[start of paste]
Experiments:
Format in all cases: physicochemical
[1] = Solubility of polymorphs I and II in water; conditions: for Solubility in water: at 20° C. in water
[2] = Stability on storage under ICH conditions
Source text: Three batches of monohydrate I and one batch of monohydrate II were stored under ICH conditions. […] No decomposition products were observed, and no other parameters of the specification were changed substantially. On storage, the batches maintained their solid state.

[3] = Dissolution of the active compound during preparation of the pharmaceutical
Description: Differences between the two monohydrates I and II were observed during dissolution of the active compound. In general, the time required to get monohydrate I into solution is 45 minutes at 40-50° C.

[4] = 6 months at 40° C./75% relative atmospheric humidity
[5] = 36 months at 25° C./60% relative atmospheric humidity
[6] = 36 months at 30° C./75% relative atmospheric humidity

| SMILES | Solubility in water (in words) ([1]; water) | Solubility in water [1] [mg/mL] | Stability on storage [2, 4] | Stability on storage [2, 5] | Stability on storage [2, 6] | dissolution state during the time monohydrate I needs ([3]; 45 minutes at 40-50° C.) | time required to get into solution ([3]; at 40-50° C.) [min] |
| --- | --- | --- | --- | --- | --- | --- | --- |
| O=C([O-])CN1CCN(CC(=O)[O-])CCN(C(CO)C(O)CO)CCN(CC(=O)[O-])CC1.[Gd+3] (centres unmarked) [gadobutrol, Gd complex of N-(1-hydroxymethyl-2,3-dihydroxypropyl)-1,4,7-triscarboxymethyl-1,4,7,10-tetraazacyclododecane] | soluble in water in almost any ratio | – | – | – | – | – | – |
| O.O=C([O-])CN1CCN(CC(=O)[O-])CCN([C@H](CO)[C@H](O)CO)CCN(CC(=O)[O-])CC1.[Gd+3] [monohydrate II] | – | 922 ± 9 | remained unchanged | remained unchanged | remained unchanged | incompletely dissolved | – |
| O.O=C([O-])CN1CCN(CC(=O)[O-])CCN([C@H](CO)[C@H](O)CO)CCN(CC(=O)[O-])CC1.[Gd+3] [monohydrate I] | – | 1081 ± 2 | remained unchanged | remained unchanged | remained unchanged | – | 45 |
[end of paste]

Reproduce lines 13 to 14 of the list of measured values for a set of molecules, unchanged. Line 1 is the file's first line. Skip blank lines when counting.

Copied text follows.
| O=C([O-])CN1CCN(CC(=O)[O-])CCN(C(CO)C(O)CO)CCN(CC(=O)[O-])CC1.[Gd+3] (centres unmarked) [gadobutrol, Gd complex of N-(1-hydroxymethyl-2,3-dihydroxypropyl)-1,4,7-triscarboxymethyl-1,4,7,10-tetraazacyclododecane] | soluble in water in almost any ratio | – | – | – | – | – | – |
| O.O=C([O-])CN1CCN(CC(=O)[O-])CCN([C@H](CO)[C@H](O)CO)CCN(CC(=O)[O-])CC1.[Gd+3] [monohydrate II] | – | 922 ± 9 | remained unchanged | remained unchanged | remained unchanged | incompletely dissolved | – |